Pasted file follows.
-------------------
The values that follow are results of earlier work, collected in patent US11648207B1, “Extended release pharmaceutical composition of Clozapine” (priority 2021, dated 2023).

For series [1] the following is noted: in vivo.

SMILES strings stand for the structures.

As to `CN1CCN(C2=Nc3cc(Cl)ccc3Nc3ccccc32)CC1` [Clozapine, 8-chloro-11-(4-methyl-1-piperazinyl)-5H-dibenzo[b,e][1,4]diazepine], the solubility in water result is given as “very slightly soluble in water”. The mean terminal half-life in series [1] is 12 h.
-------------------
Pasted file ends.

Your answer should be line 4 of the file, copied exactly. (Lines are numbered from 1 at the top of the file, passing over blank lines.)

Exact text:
As to `CN1CCN(C2=Nc3cc(Cl)ccc3Nc3ccccc32)CC1` [Clozapine, 8-chloro-11-(4-methyl-1-piperazinyl)-5H-dibenzo[b,e][1,4]diazepine], the solubility in water result is given as “very slightly soluble in water”. The mean terminal half-life in series [1] is 12 h.